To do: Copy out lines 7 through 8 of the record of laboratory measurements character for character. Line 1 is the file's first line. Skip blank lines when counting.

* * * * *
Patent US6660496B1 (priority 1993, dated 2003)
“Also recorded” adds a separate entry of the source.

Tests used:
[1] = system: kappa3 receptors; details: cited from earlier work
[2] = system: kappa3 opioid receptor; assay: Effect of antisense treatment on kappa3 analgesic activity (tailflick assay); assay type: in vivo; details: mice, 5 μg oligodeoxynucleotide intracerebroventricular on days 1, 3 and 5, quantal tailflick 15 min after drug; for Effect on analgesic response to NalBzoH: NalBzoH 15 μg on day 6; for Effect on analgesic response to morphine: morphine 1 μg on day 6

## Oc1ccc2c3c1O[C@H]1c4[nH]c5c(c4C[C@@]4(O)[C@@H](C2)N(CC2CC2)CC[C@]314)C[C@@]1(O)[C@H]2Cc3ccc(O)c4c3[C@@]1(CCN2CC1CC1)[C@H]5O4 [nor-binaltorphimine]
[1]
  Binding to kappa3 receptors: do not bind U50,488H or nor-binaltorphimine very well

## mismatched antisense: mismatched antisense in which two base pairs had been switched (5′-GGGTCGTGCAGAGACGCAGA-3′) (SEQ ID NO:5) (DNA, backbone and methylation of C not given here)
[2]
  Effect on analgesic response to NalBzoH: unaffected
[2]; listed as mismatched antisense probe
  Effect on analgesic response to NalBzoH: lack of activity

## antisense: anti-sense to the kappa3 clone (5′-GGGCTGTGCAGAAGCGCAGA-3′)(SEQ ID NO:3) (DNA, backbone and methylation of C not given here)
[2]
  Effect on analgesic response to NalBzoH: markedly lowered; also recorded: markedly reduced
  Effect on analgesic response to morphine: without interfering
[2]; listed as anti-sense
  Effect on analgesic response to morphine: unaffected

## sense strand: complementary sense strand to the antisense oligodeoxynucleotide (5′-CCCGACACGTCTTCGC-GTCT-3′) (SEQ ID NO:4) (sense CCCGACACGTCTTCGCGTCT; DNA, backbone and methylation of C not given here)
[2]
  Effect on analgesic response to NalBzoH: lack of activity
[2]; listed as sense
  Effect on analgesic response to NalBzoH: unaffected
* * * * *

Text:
[1]
  Binding to kappa3 receptors: do not bind U50,488H or nor-binaltorphimine very well